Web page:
May 2, 2013
Gap Between Teen Materialism And Work Ethic Wider Than Ever
April Flowers for redOrbit.com - Your Universe Online
A new study led by San Diego State University (SDSU) has set out to answer the question: Are today´s youth really more materialistic and less motivated than past generations, or do adults tend to perceive moral weakness in the next generation?
SDSU psychology professor Jean M. Twenge and Tim Kasser, psychology professor at Knox College, show that there is in fact a growing gap for today´s young adults between the desire to work hard and their materialism. The findings of this study were published in Personality and Social Psychology Bulletin.
“Compared to previous generations, recent high school graduates are more likely to want lots of money and nice things, but less likely to say they´re willing to work hard to earn them,” said Twenge, author of the book “Generation Me: Why Today's Young Americans are More Confident, Assertive, Entitled —“¯and More Miserable than Ever Before.”
“That type of 'fantasy gap' is consistent with other studies showing a generational increase in narcissism and entitlement,” Twenge said.
The researchers drew their data from a national survey of 355,000 US high school students conducted from 1976-2007 that examined the materialistic values of three generations. The survey´s questions focused on the willingness to work hard as well as the perceived importance of having lots of money and material goods.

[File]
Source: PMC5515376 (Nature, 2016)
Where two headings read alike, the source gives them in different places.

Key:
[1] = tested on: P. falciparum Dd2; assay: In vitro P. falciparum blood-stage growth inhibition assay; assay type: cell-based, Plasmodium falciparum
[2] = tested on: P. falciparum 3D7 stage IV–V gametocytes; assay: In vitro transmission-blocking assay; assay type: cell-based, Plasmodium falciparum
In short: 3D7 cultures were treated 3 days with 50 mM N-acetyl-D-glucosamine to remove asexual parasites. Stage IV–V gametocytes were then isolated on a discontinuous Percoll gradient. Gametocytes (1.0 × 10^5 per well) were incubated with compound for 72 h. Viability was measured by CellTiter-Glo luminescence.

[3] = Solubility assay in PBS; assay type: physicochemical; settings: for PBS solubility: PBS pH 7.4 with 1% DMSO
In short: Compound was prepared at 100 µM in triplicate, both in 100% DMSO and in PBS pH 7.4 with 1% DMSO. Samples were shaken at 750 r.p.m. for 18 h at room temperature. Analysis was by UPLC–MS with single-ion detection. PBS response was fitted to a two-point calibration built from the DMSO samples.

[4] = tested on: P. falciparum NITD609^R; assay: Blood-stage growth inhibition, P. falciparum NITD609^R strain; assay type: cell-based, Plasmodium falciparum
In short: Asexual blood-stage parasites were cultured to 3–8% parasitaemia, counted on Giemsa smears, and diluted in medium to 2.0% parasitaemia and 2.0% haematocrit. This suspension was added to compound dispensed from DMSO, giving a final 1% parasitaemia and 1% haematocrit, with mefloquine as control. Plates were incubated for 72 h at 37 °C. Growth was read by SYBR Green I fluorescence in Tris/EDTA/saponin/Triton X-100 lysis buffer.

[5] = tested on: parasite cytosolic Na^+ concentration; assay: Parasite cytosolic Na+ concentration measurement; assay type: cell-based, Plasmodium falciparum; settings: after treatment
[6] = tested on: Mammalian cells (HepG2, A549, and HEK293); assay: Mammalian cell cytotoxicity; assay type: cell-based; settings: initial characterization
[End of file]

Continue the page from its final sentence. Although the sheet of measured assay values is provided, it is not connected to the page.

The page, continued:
Today´s high school students are materialistic compared to the Baby Boomers who graduated from high school in the 1970s. Of the students surveyed in 2005-2007, 62 percent reported that they believed it is important to have a lot of money, while only 48 percent held the same belief in 1976-1978.
Owning a home is important to 69 percent of recent graduates, compared to only 55 percent in the 70s. The study shows that materialism peaked in the 80s and 90s with Generation X graduates and remains high today.
The trend reverses when it comes to work ethic, however, as 39 percent of students in the 2005-2007 group admitted they did not want to work hard. In the 1976-1978 group, that number was only 25 percent.
Perhaps unsurprisingly, a data analysis also revealed that adolescent materialism was highest when advertising spending made up a greater percentage of the US economy.
“This suggests that advertising may play a crucial role in the development of youth materialism,” said Twenge. “It also might explain the gap between materialism and the work ethic, as advertising rarely shows the work necessary to earn the money necessary to pay for the advertised products.”
Having a firm understanding of generational trends in materialism among youth is important. A strong priority placed on money and possessions has been shown to be associated with a variety of problems, including depression and anxiety, according to prior research by Kasser.
“This study shows how the social environment shapes adolescents attitudes,” said Twenge. “When family life and economic conditions are unstable, youth may turn to material things for comfort. And when our society funds large amounts of advertising, youth are more likely to believe that 'the good life' is 'the goods life.'”